If the challenges facing Scotland’s NHS could be solved merely by changing the Cabinet Secretary, then the Greens would be open to a vote of no confidence. We certainly supported one in 2014 following Alex Neil’s inappropriate intervention at Monklands hospital.

No government portfolio is as demanding, and the pressures facing those working in the NHS have never been greater. Richard Leonard is right to point out the failure to eradicate bed blocking. The integration of health and social care isn’t happening with the speed required. Culture change within organisations the size of our local authorities and health service doesn’t happen quickly. Lack of care packages and lack of accessible, adapted homes to return to, post hospital, prevent people from doing so. While some are stuck in the tired old Westminster way of politics – that of trying to “claim a scalp” – what actually matters to those working in the NHS and all of us served by it is performance, not personalities. Greens will continue to bring constructive pressure to bear.

Alison Johnstone MSP,

Health spokesperson for the Scottish Greens, The Scottish Parliament, Edinburgh.

I WAS concerned to read about Glasgow City Council’s plan to effectively cut sleepover assistance for disabled adults (“Disabled adults set to lose sleepover care assistance”, The Herald, June 7). Fundamentally the proposed scheme is appalling. Frankly, to suggest that people can be replaced by technology as a way of caring for the disabled is unacceptable. After all one of the most important part about the current sleepover care is the very fact that people are involved in delivering the current service which is vitally important for the mental health of those receiving such a service.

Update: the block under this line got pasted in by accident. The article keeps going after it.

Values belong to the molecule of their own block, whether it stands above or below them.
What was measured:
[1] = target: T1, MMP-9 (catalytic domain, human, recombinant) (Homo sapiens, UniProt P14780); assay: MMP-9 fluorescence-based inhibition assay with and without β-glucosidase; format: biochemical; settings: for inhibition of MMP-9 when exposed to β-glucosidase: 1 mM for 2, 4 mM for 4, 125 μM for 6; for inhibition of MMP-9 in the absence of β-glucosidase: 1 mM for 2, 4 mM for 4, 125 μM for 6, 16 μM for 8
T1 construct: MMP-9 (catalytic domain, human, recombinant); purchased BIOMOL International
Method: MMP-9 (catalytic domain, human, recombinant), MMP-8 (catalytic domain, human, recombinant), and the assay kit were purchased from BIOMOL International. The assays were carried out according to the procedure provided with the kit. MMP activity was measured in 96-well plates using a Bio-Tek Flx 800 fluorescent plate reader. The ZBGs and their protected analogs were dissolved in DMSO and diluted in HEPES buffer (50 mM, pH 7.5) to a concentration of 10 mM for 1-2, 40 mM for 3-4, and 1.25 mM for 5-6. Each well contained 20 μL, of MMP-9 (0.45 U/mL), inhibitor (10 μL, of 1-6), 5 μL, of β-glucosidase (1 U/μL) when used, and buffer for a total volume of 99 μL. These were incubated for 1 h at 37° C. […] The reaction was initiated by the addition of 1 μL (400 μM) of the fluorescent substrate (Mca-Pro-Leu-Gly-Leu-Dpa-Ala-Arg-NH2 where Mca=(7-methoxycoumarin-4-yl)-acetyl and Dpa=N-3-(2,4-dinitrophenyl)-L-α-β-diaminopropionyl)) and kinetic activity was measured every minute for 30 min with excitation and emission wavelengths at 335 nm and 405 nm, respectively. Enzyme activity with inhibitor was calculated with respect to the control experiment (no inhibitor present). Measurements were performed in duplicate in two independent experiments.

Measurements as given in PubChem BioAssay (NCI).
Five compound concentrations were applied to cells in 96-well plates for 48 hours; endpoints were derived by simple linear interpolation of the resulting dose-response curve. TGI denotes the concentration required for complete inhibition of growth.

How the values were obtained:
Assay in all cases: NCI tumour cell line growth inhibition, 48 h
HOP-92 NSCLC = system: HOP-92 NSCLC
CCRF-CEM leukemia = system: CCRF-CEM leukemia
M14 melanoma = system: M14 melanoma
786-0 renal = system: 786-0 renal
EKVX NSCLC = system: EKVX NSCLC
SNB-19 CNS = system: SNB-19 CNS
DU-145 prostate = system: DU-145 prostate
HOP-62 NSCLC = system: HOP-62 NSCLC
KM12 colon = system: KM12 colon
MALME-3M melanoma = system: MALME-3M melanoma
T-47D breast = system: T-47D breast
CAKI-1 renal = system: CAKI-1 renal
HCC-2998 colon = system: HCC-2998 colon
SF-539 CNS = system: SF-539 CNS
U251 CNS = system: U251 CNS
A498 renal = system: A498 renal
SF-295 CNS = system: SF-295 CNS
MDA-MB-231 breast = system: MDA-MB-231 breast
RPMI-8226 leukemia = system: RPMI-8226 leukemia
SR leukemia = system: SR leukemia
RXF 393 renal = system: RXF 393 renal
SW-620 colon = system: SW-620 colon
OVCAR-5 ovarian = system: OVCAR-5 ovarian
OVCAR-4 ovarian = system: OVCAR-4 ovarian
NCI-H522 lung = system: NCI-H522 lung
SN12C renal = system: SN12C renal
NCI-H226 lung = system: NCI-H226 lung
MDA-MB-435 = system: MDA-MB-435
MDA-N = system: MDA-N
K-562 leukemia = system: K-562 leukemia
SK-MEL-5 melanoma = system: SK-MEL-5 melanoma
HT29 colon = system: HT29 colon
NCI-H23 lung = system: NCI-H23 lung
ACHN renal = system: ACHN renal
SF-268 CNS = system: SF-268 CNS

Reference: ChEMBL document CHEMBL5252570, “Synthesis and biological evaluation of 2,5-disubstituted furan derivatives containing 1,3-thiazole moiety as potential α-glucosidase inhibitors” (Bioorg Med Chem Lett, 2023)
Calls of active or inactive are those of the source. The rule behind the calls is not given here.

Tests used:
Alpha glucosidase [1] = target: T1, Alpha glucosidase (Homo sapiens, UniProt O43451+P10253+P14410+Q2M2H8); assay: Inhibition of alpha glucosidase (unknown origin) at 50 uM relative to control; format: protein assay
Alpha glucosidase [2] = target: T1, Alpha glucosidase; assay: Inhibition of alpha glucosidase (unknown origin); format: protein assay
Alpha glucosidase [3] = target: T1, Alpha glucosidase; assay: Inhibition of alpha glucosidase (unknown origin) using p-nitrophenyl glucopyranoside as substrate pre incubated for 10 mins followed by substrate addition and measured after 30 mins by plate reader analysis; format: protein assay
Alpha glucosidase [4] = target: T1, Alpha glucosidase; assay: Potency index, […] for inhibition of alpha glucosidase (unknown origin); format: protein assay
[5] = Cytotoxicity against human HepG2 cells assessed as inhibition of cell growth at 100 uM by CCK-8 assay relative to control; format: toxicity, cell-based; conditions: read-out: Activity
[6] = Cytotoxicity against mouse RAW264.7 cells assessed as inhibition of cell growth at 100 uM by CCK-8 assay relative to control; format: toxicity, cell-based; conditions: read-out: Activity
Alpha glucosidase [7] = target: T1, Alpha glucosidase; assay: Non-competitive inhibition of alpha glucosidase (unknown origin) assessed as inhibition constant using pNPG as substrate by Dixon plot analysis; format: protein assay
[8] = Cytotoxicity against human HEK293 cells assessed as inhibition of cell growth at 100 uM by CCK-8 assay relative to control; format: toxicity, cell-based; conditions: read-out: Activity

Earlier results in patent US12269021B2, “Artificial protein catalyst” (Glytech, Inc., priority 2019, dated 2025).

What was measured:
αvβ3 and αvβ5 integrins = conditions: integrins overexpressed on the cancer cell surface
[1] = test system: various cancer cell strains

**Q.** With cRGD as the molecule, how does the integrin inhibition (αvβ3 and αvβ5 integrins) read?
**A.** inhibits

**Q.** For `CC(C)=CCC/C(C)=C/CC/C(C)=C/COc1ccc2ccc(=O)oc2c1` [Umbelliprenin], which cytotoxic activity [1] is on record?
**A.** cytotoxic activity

That such changes are taking place in Care Provision across Scotland both for the disabled and the elderly should not come as a surprise as councils are keen to cut the health care budget. In my own area, South Lanarkshire, cuts in care have been on the cards for some time. As far back as April 2012 I was at a meeting at Auchlocan House near Lesmahagow where it was clearly stated that there was a plan to cut all community hospitals in Clydesdale; much of this plan has been executed. Only two small community hospitals in Biggar and Douglas are left. In place of the community hospitals a system of care at home has been extended across Clydesdale. Unfortunately this cannot cope with the problems that face older people, especially those whose illnesses preclude going back home.

Council care homes too are in the spotlight just now, not only in North Lanarkshire where a policy of closure has been implemented, but also in South Lanarkshire, where a similar plan is being considered. The net effect of such plans is to thrust the care of the elderly back into the home or into private care homes. Surely as a caring society we can do better and invest more money in social care and show some respect for our fellow citizens.

Ed Archer,

18 Hope Street, Lanark.